New York

Louisa Chase

Robert Miller Gallery

The formulary repetitiveness of Louisa Chase’s paintings can get a little trying. Landscape elements (trees, lakes, mountains) are thickly brushed with bright, funky colors out of a Betsey Johnson fashion show. Background is contrastingly smoothly waxy, a thick coat of polyurethane on random parquetry floors. The only suggestion of depth comes from blunt, rudimentary shadows. Decorative motifs—a flowering bramble and a neutered, effluvial torso—recur as out-of-scale heraldic devices. The ostensible subject matter (Pool, Waterfall, Clearing, Riverbed, to cite but a few) is rendered in the clunky faux-naif style that has been one of the Chicago School’s more enduring contributions to New Image painting. Chase’s work has all the glittering preciousness and galling vacuity of a Fitzgerald heroine.

Looking at a painting like Tide, with its great, cat’s-eye waves curling into themselves and then trailing out and away into white limned streams, one can, like Gatsby with Daisy Buchanan, get caught up in the seductive power of Chase’s seemingly effortless prettiness. Tide’s colors are hot and exaggerated, like those of a Mexican border town, and its waves are filled with internal swirls textured like stippled stucco. Yet, creeping up on the left side of the canvas are intertwined green stems sprouting large purple flowers. These fill out the composition, introduce chromatic tension, play havoc with scale, and are absolutely meaningless. A wonderful, onrushing energy is transmuted into a glib aside. Her lush romanticism, when combined with self-referential iconography, gets all thick and gloppy.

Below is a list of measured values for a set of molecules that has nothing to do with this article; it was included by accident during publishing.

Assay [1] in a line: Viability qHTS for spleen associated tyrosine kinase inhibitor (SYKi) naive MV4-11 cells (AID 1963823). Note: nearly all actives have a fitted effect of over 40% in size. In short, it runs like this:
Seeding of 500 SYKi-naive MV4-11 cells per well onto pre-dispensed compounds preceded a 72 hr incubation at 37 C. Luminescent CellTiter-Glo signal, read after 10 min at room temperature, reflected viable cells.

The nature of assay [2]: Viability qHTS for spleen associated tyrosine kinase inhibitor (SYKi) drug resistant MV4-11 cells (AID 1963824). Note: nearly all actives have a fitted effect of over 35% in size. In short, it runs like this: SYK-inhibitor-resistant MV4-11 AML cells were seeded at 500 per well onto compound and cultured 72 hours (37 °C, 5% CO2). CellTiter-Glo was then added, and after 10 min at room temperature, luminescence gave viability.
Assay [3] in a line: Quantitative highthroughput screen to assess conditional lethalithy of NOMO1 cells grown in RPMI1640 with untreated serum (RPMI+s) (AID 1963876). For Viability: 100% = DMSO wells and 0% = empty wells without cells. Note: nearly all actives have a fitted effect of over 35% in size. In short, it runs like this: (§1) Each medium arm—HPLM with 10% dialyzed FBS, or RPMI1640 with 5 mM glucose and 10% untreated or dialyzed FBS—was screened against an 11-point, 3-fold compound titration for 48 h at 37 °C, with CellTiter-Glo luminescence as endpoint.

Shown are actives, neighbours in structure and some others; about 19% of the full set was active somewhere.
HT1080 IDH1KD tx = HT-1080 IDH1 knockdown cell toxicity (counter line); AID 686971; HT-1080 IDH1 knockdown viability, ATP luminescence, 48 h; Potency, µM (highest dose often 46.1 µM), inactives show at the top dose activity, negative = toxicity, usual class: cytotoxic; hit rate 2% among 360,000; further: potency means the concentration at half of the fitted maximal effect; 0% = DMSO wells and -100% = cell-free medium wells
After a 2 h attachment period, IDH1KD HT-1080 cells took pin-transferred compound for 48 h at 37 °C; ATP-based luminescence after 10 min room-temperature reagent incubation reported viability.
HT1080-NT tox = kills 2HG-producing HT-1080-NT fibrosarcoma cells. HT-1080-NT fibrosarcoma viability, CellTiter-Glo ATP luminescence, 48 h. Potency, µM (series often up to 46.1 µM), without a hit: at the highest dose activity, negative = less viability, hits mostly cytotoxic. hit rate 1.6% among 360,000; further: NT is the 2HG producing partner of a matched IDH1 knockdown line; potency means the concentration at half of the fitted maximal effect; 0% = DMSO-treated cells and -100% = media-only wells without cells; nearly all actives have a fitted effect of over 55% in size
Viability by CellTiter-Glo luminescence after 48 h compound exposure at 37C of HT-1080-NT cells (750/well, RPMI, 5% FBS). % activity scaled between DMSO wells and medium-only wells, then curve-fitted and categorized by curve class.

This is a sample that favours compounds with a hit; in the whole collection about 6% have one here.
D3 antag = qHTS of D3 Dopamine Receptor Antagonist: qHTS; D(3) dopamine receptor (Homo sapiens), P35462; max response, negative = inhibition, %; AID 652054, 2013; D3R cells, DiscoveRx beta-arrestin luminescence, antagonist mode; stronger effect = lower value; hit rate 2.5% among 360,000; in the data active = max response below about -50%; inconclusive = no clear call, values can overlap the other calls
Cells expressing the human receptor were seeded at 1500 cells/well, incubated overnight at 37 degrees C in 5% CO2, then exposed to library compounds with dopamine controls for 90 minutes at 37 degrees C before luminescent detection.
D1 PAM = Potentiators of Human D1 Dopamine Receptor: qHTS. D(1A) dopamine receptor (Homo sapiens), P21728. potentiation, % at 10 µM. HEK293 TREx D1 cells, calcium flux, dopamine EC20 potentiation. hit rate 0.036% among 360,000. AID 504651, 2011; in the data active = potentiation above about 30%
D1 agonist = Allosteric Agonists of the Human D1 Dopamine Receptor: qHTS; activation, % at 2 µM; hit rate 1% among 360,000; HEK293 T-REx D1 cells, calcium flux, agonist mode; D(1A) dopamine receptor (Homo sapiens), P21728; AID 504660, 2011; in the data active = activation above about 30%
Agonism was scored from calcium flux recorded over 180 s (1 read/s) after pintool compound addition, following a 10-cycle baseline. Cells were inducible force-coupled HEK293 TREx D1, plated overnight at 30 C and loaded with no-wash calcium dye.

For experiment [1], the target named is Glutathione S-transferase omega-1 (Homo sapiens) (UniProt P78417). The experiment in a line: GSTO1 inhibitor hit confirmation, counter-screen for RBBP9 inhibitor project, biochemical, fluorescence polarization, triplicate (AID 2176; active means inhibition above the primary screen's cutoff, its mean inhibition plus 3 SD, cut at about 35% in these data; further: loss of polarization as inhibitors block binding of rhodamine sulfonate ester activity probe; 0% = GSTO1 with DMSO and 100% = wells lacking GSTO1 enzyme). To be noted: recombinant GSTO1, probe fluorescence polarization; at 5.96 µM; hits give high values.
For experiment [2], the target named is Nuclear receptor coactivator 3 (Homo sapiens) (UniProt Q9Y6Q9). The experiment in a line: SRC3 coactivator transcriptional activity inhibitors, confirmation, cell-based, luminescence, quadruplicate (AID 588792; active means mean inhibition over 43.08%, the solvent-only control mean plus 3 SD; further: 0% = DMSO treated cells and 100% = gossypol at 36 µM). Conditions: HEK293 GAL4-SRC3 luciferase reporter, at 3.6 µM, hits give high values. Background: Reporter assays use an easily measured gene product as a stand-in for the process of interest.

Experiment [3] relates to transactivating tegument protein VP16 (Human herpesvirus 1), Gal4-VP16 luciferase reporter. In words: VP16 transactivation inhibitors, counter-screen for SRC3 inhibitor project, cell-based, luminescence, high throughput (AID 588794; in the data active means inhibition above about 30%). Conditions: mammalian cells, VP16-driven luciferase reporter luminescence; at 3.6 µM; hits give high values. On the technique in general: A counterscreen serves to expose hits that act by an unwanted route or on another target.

Entwine, notable because of its synthetic, completely decorative arrangement of Chase’s most stereotypical elements, is probably the most annoying painting in the show. It has a little bit of everything. Again, green stems plait up the left side of the canvas (this time terminating in red, tulip-shaped flowers). Moving to the right, two shimmering, white, Blavatskian torsos embrace. Cutting a diagonal channel from right to left through the picture plane is a river of pale blue. All of the elements are set on a ground of Schiaparelli “shocking pink,” which is alternately abrasive and complementary to them. In Entwine, Chase’s formula is exposed and, disappointingly, it’s an esthetic placebo.

The paintings are so locked into their arrangement of signature elements and modish colors that they succumb to a mannered iciness. Unlike Joseph Yoakum’s work—which Chase’s paintings recall—there is no conviction of place in her work, nor is there an emotional commitment to the power of fantasy. Compared to Yoakum’s invigoratingly personal landscapes, Chase’s paintings are caught in an academic and essentially decorative mode in which attitude has been wrongly equated with feeling.

Richard Flood